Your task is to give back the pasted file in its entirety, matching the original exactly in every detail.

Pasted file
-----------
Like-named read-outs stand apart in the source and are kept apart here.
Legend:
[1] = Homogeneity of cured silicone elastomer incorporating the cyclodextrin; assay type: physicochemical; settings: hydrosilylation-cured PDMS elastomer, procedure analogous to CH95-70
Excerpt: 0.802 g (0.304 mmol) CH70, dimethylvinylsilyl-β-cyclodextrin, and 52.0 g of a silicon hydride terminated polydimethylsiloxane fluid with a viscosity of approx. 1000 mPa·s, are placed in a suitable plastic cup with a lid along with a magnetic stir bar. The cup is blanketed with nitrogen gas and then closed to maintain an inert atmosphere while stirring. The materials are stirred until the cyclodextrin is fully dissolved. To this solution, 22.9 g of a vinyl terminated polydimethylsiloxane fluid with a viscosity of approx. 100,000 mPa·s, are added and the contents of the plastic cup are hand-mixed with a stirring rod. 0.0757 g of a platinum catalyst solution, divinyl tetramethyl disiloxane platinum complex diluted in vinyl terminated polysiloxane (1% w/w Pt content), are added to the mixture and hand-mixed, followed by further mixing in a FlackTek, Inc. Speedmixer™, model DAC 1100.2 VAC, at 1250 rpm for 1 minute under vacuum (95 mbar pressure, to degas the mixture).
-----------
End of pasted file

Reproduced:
Like-named read-outs stand apart in the source and are kept apart here.
Legend:
[1] = Homogeneity of cured silicone elastomer incorporating the cyclodextrin; assay type: physicochemical; settings: hydrosilylation-cured PDMS elastomer, procedure analogous to CH95-70
Excerpt: 0.802 g (0.304 mmol) CH70, dimethylvinylsilyl-β-cyclodextrin, and 52.0 g of a silicon hydride terminated polydimethylsiloxane fluid with a viscosity of approx. 1000 mPa·s, are placed in a suitable plastic cup with a lid along with a magnetic stir bar. The cup is blanketed with nitrogen gas and then closed to maintain an inert atmosphere while stirring. The materials are stirred until the cyclodextrin is fully dissolved. To this solution, 22.9 g of a vinyl terminated polydimethylsiloxane fluid with a viscosity of approx. 100,000 mPa·s, are added and the contents of the plastic cup are hand-mixed with a stirring rod. 0.0757 g of a platinum catalyst solution, divinyl tetramethyl disiloxane platinum complex diluted in vinyl terminated polysiloxane (1% w/w Pt content), are added to the mixture and hand-mixed, followed by further mixing in a FlackTek, Inc. Speedmixer™, model DAC 1100.2 VAC, at 1250 rpm for 1 minute under vacuum (95 mbar pressure, to degas the mixture).